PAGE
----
• for the first within a /data/meshes/whatever folder
  • for the second within a /meshes/whatever folder
  • for others still with no folder at all, with custom folders, etc.

The game knows what to do with the content of BSAs, what should go in them, the inexperienced modder does not. In that way, BSAs are a much more efficient and reliable way for distribution of large and popular mods, yes.

Also, before someone questions me about that, I have nothing against loose files. Like BSAs, there is just a time and place where their use should be promoted because it's optimal : for smaller mods, for patches, for updates, etc. However, I do think it's unreasonable to expect users to have to extract their whole base game folder, and then all the major game mods in their load order, because that's currently what we ought to do to get a chance at escaping *one* potential cause of CTDs on Oblivion. This workflow would be utterly cumbersome to maintain, and detrimental to any serious attempt at modding Oblivion beyond some simple graphical setups like Bevilex's. Here we could indeed talk about performance advantages of BSAs, since all known mod managers literally choke on loose files past a certain boundary.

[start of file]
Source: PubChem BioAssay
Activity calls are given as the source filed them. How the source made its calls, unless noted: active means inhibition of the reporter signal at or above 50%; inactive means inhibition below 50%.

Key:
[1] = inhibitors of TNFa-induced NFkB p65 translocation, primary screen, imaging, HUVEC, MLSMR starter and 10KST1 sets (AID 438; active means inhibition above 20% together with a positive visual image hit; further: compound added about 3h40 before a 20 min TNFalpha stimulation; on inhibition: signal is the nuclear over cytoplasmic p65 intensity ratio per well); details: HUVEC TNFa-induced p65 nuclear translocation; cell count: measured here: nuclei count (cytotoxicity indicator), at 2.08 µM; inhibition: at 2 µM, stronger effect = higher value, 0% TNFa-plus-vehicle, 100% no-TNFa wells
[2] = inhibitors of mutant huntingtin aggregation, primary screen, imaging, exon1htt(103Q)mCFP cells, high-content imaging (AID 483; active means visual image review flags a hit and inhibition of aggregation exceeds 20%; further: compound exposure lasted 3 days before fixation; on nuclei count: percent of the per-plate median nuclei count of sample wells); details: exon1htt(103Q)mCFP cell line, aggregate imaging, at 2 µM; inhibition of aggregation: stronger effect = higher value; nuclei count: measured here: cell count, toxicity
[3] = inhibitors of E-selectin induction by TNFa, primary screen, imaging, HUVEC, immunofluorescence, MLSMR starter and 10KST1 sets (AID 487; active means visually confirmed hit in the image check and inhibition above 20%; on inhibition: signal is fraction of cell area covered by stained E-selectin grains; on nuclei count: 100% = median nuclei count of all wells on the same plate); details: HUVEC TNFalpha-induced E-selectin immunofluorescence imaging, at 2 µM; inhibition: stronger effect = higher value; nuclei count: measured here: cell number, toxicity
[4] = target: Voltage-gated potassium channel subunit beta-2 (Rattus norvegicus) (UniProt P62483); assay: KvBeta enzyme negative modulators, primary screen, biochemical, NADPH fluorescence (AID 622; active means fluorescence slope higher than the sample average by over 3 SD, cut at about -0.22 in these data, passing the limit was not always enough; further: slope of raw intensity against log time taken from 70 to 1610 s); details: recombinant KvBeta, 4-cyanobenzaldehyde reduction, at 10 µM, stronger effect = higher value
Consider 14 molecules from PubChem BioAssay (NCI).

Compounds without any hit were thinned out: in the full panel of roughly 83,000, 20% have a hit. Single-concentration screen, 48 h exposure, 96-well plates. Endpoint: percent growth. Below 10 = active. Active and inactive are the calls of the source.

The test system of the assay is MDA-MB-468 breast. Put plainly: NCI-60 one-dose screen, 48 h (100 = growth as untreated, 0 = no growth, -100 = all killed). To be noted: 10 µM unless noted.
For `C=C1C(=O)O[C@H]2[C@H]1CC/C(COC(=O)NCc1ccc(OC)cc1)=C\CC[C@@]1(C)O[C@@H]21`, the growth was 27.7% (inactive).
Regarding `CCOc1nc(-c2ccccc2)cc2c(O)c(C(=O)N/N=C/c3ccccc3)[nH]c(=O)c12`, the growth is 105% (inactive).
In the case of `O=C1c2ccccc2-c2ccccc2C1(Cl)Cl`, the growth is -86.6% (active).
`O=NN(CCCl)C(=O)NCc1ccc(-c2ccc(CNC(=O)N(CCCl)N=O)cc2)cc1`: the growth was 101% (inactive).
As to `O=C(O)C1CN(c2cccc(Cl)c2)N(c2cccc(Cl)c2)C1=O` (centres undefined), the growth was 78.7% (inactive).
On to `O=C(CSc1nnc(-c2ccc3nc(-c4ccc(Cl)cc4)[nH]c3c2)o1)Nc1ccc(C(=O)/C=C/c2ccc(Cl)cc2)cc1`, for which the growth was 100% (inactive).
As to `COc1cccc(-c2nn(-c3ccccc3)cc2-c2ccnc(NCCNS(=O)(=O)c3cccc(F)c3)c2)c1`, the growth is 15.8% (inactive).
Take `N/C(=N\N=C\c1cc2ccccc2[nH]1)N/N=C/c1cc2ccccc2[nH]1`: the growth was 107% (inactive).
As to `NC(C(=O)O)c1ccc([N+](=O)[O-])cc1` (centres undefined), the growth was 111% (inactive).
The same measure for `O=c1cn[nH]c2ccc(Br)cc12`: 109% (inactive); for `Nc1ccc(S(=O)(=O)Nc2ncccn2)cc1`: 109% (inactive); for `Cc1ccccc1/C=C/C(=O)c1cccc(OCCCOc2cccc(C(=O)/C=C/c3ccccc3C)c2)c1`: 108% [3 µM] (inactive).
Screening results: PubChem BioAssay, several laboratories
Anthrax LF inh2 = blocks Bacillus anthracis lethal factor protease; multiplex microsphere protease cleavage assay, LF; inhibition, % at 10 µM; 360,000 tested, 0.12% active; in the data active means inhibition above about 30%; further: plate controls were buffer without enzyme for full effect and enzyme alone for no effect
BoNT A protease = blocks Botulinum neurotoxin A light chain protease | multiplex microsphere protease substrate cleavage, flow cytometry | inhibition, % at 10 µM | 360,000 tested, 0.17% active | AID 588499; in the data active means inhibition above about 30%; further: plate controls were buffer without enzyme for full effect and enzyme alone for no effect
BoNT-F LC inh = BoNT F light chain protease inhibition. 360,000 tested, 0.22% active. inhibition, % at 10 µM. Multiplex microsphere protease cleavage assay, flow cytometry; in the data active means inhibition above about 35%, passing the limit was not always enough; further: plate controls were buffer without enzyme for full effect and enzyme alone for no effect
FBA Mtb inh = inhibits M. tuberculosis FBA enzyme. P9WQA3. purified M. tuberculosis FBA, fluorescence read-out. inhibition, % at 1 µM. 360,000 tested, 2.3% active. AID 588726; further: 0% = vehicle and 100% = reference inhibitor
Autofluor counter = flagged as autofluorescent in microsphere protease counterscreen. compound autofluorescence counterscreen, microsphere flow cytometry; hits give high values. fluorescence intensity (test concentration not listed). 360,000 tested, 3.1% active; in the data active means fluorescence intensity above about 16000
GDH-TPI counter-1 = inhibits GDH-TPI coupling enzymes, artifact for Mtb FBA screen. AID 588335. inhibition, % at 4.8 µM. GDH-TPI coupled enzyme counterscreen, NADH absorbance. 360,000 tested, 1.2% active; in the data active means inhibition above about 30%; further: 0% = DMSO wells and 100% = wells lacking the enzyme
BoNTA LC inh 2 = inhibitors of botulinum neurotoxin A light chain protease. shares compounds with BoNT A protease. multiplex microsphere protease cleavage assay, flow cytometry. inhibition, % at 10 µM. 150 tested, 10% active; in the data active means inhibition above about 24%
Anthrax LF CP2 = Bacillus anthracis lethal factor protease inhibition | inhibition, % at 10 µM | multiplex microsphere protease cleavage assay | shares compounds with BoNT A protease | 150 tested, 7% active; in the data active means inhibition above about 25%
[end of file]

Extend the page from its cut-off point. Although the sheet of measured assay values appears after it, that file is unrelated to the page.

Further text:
About the Oblivion UOP, you'll find me among the last to demand anything, or criticize the work of your team. My goal is to raise awareness, support, and hopefully find a solution to an issue that plagues the Oblivion modding community which as far as I can tell remains mostly unaware of it : no warning anywhere on the Nexus pages of mods coming with BSAs prior to downloading and installing them, for example.

Quite like the UOP, and then engine stabilization tweaks (NVAC or equivalent), and then engine fixes, the aim instead is to eliminate step-by-step what seems to be another cause of a severe engine issue, to achieve as stable a modded game as possible with what we currently know, for the enjoyment of the modders and the users of the produced mods.

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You have to keep in mind that the Oblivion community existed before abominations like MO, NMM, or Vortex existed. We all used either Wrye Bash (preferred) or OBMM (the predecessor to everything Nexus is doing today).